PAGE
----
There are problems with Kingsman 2 The Golden Circle that are so detrimental to the movie, that it’s hard to review it without mentioning them. The first outing for Mathew Vaughn’s love letter to Bond, was fresh and smart, and had the concrete block that is Mark Miller’s comic book series for support.
The bad boy turned secret super agent was fun and different, and there were some star turns from the assembled cast. The film perhaps worked due to the nature of the premise, the origin story of Eggsy was exciting and we warmed quite quickly to him and his situation. There were some memorable set pieces, “Manners Maketh Man” and the church battle, and a few shocks that felt genuine and well staged.
The sequel here though suffers from some sequences that are rehashed, without irony or wit and others that are borderline offensive and tonally wrong. The film opens well enough with an action sequence that was thrilling and outrageous, and with more than a shade of Roger Moore’s Bond infused through it. In fact, there seemed to me to be a lot of nods to Moore’s run as Bond all through the first two reels.
However, as the plot leads our hero to Glastonbury, we are faced with a set piece so misjudged that you have to ask yourself how this ever made it to the final cut, and what were they thinking it added to the plot in the first place? In fact, the whole “laddish” tone of many of the scenes just never lands properly, and those off kilter moments continued right to the end.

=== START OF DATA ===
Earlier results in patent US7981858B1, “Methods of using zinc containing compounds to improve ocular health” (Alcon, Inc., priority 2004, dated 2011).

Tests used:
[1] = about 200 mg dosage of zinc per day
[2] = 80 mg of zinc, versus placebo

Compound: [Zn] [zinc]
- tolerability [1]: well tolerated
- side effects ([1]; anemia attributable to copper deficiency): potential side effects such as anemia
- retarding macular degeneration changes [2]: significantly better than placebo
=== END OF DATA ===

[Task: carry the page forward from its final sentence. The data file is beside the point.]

It’s no spoiler that Colin Firth returns to this outing, and the explanation of his return cheapens every moment of jeopardy in the whole screenplay. Who cares if the leads get shot? We can just magically bring them back, no harm no foul.
In the first act, The Kingsmen are taken out by drug lord Poppy, Julianne Moore, so Eggsy and Merlin team up with the US branch, The Statesmen. This group of American agents appear on screen in sequences that look as if they were all shot in one day, and with performances that do the job, and no more.
Julianne Moore hardly leaves her set for the whole movie and Elton John (yes, THE Elton John) gets more screen time than Channing Tatum. Elton’s jarring appearances did nothing except take me out of what little drama I was involved in. It was like watching Ed Sheeran on Game of Thrones, he just shouldn’t have been there no matter how good his back catalog is.
Along with all the green screen, the film just looks and feels ridiculous, the plot goes nowhere and it’s a shame because there was scope here for a great movie, instead we seemed to get a violent re boot of Austin Powers, but not as funny and with less soul.
On the plus side, there are some very stylish suits to look at, but that just reminded me the film was all style and no substance. For fans only.